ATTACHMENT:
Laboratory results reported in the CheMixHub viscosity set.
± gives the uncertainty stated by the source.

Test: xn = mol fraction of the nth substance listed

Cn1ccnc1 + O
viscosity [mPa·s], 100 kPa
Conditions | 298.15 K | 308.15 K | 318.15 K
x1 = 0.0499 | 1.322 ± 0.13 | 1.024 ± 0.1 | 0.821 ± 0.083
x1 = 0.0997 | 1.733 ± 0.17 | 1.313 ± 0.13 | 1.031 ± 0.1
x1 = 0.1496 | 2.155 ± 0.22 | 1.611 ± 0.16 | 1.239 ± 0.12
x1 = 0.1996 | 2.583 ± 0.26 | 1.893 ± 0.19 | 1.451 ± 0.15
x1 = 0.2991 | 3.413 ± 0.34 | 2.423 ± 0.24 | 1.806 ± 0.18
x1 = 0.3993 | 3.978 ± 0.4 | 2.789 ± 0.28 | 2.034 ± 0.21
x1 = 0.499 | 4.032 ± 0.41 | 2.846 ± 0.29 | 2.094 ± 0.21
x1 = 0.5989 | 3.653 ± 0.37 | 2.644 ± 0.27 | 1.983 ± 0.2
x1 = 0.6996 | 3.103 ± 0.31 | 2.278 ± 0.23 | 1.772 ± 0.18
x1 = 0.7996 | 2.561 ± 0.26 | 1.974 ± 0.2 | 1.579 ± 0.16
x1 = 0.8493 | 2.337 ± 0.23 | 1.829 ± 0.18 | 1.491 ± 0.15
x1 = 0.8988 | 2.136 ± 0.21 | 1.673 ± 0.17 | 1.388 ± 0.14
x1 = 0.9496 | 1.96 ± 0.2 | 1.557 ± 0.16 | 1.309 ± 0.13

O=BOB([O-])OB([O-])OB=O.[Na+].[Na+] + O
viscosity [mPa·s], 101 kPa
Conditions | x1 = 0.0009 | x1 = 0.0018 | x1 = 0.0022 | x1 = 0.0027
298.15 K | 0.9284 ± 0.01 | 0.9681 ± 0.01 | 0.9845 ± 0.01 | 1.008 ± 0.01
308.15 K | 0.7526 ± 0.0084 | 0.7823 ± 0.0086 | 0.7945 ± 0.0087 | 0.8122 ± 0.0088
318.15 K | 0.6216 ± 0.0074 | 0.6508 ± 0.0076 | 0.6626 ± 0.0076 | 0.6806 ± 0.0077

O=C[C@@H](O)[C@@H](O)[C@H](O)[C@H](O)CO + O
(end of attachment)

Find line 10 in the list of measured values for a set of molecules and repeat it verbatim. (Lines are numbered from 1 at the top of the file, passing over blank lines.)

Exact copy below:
x1 = 0.1996 | 2.583 ± 0.26 | 1.893 ± 0.19 | 1.451 ± 0.15